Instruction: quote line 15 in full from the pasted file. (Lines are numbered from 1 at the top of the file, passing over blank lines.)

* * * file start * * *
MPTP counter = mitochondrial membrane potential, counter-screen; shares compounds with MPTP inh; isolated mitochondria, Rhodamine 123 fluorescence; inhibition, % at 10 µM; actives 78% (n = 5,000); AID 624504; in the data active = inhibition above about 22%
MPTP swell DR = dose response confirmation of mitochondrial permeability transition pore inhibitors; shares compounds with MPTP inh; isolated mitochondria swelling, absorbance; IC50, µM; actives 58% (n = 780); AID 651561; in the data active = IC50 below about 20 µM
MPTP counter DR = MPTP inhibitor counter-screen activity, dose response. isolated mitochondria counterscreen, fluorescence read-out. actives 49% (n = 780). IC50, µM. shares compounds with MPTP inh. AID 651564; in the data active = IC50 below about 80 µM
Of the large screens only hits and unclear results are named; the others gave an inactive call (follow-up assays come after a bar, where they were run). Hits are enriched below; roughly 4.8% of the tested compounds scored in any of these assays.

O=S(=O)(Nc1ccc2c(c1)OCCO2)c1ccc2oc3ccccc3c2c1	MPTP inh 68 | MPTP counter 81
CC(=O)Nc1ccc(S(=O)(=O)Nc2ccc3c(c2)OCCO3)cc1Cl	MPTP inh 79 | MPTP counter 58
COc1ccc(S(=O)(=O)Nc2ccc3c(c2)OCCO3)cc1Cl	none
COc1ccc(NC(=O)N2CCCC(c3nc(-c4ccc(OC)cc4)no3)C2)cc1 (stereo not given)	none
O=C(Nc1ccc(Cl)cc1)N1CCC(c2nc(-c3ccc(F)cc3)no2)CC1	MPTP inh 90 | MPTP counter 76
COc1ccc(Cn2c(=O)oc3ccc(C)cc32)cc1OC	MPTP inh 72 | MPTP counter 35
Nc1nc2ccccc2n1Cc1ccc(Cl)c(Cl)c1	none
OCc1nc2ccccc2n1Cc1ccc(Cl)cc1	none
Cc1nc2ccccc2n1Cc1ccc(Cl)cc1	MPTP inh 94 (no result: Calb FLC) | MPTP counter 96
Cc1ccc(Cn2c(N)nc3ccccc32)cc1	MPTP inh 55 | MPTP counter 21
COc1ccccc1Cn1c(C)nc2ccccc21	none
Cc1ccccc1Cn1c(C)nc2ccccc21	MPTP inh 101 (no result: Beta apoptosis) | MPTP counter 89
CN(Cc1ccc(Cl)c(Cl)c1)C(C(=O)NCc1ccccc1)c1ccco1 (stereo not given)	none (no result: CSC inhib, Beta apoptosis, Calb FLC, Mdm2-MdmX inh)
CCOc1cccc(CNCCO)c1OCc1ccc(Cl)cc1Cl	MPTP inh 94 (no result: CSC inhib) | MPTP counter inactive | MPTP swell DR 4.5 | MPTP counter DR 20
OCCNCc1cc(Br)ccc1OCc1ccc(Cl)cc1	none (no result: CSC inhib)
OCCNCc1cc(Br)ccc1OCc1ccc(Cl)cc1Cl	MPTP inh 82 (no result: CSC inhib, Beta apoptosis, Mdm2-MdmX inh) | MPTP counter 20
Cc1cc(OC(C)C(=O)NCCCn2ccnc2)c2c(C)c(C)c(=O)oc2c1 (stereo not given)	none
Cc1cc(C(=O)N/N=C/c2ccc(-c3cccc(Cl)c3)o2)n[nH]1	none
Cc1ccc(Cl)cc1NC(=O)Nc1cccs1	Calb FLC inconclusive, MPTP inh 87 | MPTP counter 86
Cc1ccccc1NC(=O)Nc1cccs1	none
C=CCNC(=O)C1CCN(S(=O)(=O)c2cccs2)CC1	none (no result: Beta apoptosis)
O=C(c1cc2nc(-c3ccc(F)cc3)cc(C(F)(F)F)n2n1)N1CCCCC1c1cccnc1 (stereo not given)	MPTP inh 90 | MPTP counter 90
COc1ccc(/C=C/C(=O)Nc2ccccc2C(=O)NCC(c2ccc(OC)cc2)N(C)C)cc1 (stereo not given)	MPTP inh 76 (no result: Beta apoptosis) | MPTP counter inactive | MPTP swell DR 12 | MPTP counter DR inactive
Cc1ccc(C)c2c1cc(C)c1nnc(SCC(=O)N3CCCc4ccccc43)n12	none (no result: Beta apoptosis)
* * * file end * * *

COc1ccccc1Cn1c(C)nc2ccccc21	none